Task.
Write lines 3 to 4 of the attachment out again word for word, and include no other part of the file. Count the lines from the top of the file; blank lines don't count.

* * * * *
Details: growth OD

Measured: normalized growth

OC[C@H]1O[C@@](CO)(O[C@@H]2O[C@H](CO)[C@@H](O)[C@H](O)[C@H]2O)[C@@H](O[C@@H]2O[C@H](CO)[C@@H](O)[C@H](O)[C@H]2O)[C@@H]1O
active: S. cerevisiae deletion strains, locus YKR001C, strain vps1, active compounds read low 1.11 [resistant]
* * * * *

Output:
OC[C@H]1O[C@@](CO)(O[C@@H]2O[C@H](CO)[C@@H](O)[C@H](O)[C@H]2O)[C@@H](O[C@@H]2O[C@H](CO)[C@@H](O)[C@H](O)[C@H]2O)[C@@H]1O
active: S. cerevisiae deletion strains, locus YKR001C, strain vps1, active compounds read low 1.11 [resistant]